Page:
All About Circuits Forum building step up circuit 12,000 volts - help!!!
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#1
06-07-2012, 07:00 PM
 rudyauction8 Senior Member Join Date: Jan 2012 Posts: 144
building step up circuit 12,000 volts - help!!!

I was wondering... I saw some 120-12.6 volt transformers at radiosnack, if I used 3 reversed in series, and used 12 volts AC to power them, would they give me ~12,000 volts or short out somewhere along the way. I am trying to make a circuit that generates small sparks. I was thinking a large one (~3 amps) first, then small ones (~1 amp) for the higher voltages. I know they aren't designed for high voltages, but would they work? They only need to last for a week or 2.
#2
06-07-2012, 07:14 PM
 #12 Senior Member Join Date: Nov 2010 Location: 15 miles west of Tampa, Florida Posts: 9,088 Blog Entries: 9

Not work. The second transformer would be fed with 120 volts on its 12V winding. Fast smoke. Better to try the transformer out of an oil furnace ignitor.
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#3
06-07-2012, 07:23 PM
 rudyauction8 Senior Member Join Date: Jan 2012 Posts: 144

Even though the 120 volts will only have a current of about 50ma? I was going to use a 500ma 12v AC power supply for this. If it will smoke out, then I may be out of options. I could also use single pulses of 12volt dc to reduce load. Or does it short out because the 120 volts goes through the insulation? I'm honestly more worried about the third, when 1,200 volts is fed into the 12 volt coil at something like 1-5ma.

Is it possible for me to make my own transformer(s)?
#4
06-07-2012, 07:27 PM
 bertus Administrator Join Date: Apr 2008 Location: Amsterdam,Holland (GMT + 1) Posts: 12,288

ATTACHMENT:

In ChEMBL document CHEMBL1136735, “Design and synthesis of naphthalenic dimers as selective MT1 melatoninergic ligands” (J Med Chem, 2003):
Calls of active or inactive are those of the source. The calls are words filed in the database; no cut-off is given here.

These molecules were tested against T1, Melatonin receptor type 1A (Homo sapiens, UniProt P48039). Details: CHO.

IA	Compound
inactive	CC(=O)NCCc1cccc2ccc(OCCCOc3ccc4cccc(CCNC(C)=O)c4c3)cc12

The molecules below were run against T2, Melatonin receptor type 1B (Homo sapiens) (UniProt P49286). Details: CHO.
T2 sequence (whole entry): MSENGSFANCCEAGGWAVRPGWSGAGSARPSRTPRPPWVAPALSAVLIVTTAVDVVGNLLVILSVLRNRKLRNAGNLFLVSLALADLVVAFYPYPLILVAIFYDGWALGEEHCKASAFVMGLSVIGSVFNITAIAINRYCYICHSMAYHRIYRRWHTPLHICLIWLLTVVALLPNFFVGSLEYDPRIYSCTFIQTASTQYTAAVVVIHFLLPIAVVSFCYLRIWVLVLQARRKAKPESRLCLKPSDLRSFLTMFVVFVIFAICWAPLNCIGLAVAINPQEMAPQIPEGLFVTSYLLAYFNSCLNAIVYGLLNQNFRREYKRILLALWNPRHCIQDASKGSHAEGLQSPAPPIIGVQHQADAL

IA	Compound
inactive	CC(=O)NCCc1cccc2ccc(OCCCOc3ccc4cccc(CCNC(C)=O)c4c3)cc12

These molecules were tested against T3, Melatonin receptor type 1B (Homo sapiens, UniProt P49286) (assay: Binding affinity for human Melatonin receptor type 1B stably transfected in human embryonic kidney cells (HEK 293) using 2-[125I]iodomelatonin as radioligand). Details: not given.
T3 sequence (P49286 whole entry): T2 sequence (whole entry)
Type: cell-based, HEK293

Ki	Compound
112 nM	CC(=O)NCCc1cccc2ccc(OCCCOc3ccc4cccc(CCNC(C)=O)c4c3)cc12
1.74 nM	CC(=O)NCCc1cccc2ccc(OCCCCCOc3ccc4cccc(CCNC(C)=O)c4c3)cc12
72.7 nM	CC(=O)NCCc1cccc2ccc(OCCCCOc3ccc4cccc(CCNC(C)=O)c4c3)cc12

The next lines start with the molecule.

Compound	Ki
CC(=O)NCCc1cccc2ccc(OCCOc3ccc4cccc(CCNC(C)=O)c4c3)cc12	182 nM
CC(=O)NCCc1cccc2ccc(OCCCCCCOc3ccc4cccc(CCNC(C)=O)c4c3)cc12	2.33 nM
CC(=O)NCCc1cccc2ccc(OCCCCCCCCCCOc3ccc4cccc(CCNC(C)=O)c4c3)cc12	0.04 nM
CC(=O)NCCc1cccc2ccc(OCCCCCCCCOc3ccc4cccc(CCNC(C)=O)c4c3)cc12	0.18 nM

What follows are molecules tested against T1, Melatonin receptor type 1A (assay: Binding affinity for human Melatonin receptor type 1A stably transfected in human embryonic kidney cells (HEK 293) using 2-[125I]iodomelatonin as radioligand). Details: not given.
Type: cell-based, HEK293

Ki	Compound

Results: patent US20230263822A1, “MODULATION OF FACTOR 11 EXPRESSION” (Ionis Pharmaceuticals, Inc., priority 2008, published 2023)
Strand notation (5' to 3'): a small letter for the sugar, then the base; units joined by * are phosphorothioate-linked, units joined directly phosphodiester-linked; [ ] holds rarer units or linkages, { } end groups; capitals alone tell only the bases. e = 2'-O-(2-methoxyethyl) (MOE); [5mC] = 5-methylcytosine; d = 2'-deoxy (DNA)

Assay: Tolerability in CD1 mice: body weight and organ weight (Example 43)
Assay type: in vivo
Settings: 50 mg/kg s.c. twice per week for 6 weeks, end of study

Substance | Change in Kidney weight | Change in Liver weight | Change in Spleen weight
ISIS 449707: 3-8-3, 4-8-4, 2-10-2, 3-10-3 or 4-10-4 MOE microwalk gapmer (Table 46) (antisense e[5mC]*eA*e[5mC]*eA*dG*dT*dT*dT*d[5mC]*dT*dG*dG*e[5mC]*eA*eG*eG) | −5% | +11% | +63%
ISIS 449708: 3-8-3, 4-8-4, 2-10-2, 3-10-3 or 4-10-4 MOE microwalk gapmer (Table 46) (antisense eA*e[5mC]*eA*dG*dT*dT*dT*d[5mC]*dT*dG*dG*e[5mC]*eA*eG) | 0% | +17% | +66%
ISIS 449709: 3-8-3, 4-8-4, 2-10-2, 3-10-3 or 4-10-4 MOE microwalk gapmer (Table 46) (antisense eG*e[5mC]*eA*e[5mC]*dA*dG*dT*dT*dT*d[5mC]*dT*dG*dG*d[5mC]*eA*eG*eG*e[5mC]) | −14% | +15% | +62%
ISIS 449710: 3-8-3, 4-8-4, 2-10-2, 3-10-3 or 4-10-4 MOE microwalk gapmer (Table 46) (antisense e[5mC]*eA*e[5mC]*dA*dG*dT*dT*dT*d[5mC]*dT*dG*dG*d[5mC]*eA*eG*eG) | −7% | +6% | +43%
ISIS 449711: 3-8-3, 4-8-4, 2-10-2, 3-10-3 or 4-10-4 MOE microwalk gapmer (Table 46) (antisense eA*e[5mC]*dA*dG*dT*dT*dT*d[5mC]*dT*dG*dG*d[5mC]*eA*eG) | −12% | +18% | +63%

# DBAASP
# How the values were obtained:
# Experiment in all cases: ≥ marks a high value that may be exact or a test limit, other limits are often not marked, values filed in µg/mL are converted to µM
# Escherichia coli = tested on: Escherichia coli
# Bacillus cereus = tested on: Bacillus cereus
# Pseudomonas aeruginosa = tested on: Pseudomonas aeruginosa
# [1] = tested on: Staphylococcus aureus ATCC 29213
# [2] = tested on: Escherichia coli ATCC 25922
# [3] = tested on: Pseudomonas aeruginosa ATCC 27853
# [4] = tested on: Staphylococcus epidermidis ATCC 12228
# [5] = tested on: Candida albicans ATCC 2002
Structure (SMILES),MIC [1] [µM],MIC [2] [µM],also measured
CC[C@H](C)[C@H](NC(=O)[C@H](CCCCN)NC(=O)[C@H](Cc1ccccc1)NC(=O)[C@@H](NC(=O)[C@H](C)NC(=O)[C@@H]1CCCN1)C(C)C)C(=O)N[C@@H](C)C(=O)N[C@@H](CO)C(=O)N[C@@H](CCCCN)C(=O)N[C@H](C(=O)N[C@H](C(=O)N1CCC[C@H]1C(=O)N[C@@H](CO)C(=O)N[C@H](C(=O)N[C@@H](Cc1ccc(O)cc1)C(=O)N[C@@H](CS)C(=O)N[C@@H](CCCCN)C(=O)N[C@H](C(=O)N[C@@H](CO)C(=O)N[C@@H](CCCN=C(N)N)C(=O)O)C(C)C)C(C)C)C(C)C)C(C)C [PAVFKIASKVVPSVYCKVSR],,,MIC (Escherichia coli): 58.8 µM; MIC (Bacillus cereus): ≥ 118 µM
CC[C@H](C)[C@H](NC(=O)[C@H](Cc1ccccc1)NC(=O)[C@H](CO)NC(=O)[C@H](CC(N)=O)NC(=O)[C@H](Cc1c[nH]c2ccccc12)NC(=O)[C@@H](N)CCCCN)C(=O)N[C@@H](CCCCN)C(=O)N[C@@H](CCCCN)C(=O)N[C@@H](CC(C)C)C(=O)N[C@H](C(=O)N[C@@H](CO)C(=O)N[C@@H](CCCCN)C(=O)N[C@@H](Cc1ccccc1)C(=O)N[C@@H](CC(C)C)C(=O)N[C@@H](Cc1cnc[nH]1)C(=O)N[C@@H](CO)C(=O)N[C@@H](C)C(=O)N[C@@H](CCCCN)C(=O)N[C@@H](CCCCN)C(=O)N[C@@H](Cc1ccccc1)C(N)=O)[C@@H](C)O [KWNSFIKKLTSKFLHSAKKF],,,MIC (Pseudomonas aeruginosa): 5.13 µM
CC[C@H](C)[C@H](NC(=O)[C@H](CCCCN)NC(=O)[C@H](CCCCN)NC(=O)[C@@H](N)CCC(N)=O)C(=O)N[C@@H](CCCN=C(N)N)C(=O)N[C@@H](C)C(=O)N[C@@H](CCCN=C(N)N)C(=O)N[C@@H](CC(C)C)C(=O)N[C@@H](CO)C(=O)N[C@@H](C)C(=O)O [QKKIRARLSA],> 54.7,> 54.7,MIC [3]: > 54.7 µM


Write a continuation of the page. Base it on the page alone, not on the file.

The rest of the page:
Hallo,

There probably will also be problems with the isolation of the transformers.
It can be that there are sparks made INSIDE the transformers that may burn the transformers.

Bertus
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#5
06-07-2012, 07:27 PM
 #12 Senior Member Join Date: Nov 2010 Location: 15 miles west of Tampa, Florida Posts: 9,088 Blog Entries: 9

You are correct to be more worried about the third stage. Whatever might go wrong with the second stage will surely go wrong with the third stage.

There are many ways to make a spark. Car ignition coil is one way.
It is possible to make a transformer, just much easier to find one that is already good enough.

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It's only my opinion, and sometimes I'm wrong.
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#6
06-07-2012, 07:41 PM
 rudyauction8 Senior Member Join Date: Jan 2012 Posts: 144

my goal is a simple to build circuit that can generate sparks at least once per second that are about 1cm long, give or take. A car coil would work, but how does the circuit around it work, and how high of a voltage can I get from it? I would like to push what ever I use to the limit, if a car coil can give me 1 inch long sparks, that's what I will do. This circuit is just for fun, so the only restriction is the price. I can pick up a car coil at a junkyard today or tomorrow, but first, I need to know the details of how it works.
#7
06-07-2012, 07:54 PM
 #12 Senior Member Join Date: Nov 2010 Location: 15 miles west of Tampa, Florida Posts: 9,088 Blog Entries: 9

I'd say a 555 timer oscillating at 1Hz with a low duty cycle, to a MOSFET that allows current through the low voltage side of the coil. When the MOSFET shuts off, a frewheeling diode allows the primary coil to collapse and the secondary coil kicks out a spark.

is that enough?
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#8
06-07-2012, 08:03 PM
 rudyauction8 Senior Member Join Date: Jan 2012 Posts: 144

I understand up to the diode. How and where does it go? I'm new with transformers. And how much voltage can I use? Could I use ~24 volts for a bigger spark? I have a few 18-30 volt power supplies from laptops to work with. Again, it only has to last a few weeks of 2-3 minute uses.
#9
06-07-2012, 08:08 PM
 cork_ie Senior Member Join Date: Oct 2011 Location: Cork, Ireland Posts: 316

AAC user DEBE has already done all the work for you here:

You may need to vary the 555 timing to suit your needs
#10
06-07-2012, 08:19 PM
 #12 Senior Member Join Date: Nov 2010 Location: 15 miles west of Tampa, Florida Posts: 9,088 Blog Entries: 9

I can't top that!
However, I can give you a dirty look for trying to up the voltage until you finally get it to fail.
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 Tags 000, building, circuit, high, step, transformer, volt, voltage, volts

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